AUSTIN, Texas—The University of Texas at Austin School of Law on Nov. 14 will pay a special tribute to the late Charles Alan Wright, a UT Austin law professor and one of the nation’s leading authorities on the federal courts and the U.S. Constitution. Wright was 72 when he died on July 7 at a local Austin hospital.
The tribute, which is open to the public, will be held from 2 p.m. until 5 p.m. in the Lyndon B. Johnson Auditorium, 2313 Red River St. A reception will immediately follow in the Townes Hall Atrium of the School of Law, 727 E. Dean Keeton St.
Speakers from across the country who will honor Wright during the tribute include:
- Larry R. Faulkner, president of The University of Texas at Austin
- William Powers, dean of the UT Austin School of Law
- The Honorable Carolyn D. King, chief judge, U.S. Court of Appeals for the Fifth Circuit
- Mary Kay Kane, dean of the University of California, Hastings College of the Law
- Michael Traynor, president of the American Law Institute
- Scot Powe, the Anne Green Regents Chair in Law and professor of government at UT Austin
- Samuel Issacharoff, professor of law at Columbia University
- Brian Leiter, the Charles I. Francis Professor in Law and professor of philosophy at UT Austin
- Douglas Laycock, the Alice McKean Young Regents Chair in Law and associate dean for research at UT Austin
In addition, remarks prepared by the Honorable Ruth Bader Ginsburg, associate justice of the Supreme Court of the United States, and by Darrell K Royal, special assistant to the president of UT Austin will be read.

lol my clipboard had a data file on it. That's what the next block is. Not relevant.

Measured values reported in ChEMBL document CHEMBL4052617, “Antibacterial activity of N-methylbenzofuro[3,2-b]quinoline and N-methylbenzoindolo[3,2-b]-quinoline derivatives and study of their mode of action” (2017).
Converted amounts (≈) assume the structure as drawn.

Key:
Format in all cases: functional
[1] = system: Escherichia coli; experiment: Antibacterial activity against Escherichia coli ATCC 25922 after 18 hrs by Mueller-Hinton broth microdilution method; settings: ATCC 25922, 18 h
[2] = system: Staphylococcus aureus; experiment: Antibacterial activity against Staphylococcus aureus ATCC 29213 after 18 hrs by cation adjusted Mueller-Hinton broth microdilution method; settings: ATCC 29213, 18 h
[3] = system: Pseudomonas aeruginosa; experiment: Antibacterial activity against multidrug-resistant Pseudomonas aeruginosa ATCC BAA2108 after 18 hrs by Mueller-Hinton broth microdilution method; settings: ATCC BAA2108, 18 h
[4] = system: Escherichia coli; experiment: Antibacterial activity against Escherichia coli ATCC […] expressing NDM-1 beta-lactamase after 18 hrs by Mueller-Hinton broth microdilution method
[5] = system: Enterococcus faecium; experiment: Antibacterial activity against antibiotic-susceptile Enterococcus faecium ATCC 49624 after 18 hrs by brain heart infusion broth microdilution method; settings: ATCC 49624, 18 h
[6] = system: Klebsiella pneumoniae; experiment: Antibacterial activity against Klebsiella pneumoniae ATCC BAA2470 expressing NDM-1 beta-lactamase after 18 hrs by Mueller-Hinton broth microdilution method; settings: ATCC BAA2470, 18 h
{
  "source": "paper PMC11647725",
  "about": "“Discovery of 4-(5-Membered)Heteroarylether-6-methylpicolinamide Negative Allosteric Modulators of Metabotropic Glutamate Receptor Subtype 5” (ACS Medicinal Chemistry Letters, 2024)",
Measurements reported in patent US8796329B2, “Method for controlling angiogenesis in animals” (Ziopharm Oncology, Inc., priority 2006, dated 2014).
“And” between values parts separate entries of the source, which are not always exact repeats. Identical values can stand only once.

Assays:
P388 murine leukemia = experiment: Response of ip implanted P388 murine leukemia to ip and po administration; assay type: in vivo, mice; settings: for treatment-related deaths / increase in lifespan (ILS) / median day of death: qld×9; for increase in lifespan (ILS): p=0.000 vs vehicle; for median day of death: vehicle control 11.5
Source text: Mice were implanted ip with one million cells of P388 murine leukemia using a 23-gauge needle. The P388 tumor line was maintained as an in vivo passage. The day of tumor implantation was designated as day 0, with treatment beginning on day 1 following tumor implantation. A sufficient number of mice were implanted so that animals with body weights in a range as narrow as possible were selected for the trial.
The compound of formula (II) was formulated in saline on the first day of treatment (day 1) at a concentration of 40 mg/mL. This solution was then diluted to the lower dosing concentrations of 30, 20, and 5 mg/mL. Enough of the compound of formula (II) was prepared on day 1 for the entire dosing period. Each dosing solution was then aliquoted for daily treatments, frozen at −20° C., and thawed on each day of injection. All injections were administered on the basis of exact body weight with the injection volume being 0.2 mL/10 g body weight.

Additional information is available by contacting Roy A. Mersky at the UT Austin School of Law, (512) 471-7735.
For 45 years, Wright served as a valuable faculty member and earned a reputation as one of the foremost legal scholars. In the month prior to his death, Wright had been named one of the 100 most influential lawyers in America by the National Law Journal. Only 10 other professors were on the list. Although officially retired, Wright continued to teach on a halftime basis and held the Charles Alan Wright Chair in Federal Courts at the UT Austin School of Law. Wright’s 54-volume Federal Practice and Proceduresrecognized as the leading academic authority of its kind, has been used by lawyers who practice in the federal courts and often is cited in judicial decisions. Since 1993, he had served as president of the law reform institution, the American Law Institute, the first law professor ever to have been selected for this honor.
During his career, Wright argued 13 cases before the U.S. Supreme Court, winning 11, and many cases in courts of appeals and state supreme courts. He was consultant to counsel in the Watergate Tapes case involving President Richard M. Nixon.
Wright, who began his law-teaching career at the University of Minnesota in 1950, moved to Austin in 1955 and became a member of the UT Austin faculty.